The Clocks Ticks Down, Another School Year Approaches and Teachers, New and Veteran, Feel the Anxiety and Anticipation of the First Day of the New School Year.


As the days shorten and the clock ticks toward that Tuesday after Labor Day the anxiety grows whether you’re a new teacher or a grizzled veteran.  Teaching is a unique job, the kids never get older, sixth graders remain sixth graders.
The edu-news that swirls across cyberspace has surprisingly little impact in the confines of a classroom. In spite the number of teachers in your school a teacher spends his/her day as the only adult in the room, the master of their domain. Yes, the hierarchy sets the curricula, issues the marching orders, and edu-wonks speak to edu-wonks, but kids are kids.
For Miss Smith in the 4th grade it’s those thirty or so smiling, or, not so smiling faces each and every year.  It’s not the Progress Report, it’s not the Quality Review, or Race to the Top, it’s how do I keep Juan in his seat, how do I get Angel to be one, it’s all the “real world” classroom situations that a teacher confronts day after day.
In too many schools principals have succumbed to the formulaic approach, an externally imposed checklist geared to interim assessments and data.  Data is not a new invention, experienced teachers have always driven their planning and lessons utilizing data: the classroom quiz, the checking of homework and notebooks, the daily questioning,\: the teaching, reflection, feedback and re-teaching cycle that teachers embed in their daily practice. 
You don’t read the blogs, you don’t read Ed Week, you do call DeShaun’s parents and urge them to get him to school every day on time. You wonder how Kyle got those bruises. Yesterday’s lesson went so well, the kids were so involved, today they remember nothing. You begin to believe that the phases of the moon impact learning and behavior.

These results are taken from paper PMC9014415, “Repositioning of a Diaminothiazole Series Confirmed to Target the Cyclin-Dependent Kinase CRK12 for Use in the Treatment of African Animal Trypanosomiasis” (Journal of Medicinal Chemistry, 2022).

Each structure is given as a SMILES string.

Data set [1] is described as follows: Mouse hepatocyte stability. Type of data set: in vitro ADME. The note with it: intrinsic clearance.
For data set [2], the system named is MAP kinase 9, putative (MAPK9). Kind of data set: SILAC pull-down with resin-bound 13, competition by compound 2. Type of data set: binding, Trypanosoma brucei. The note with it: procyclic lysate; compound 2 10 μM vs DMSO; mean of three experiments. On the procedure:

In one school an AP snaps at a teacher, “can’t you keep better discipline?”, in another school he asks the teacher to sit in the back of the room and demonstrates.
In not enough schools supervisors are in classrooms on a regular basis, both monitoring lessons and offering advise and assistence.  Sometimes teachers on a grade “chat” all summer co-planning grade activities.
The Mayor and the Chancellor trumphet some new initiative, the President and his homeboy Arnie declare and proclaim that this or that policy will close the achievement gap, increase graduation rates and solve the age-old conumdrums of education.
In the real world Mr. Jones and his teacher colleagues are thinking of ways to decorate their rooms, shopping at Staples, reading those inane missives from their principals.
Somehow all the proclamations, all the new “this” and new “that,” the Race to the Top and whatever just doesn’t get to Pablo and Sally who getting set to “duke it out” in the back of the room.
The clock is ticking, all those wonderful summer plans unfullfilled, those books you planned to read, the lesson plans you intended to write, waking up in the middle of the night, a strange school-related dream, anxiety grows as summer ebbs.
All too soon another class of minds to shape and mold, it really is a wonderful profession.



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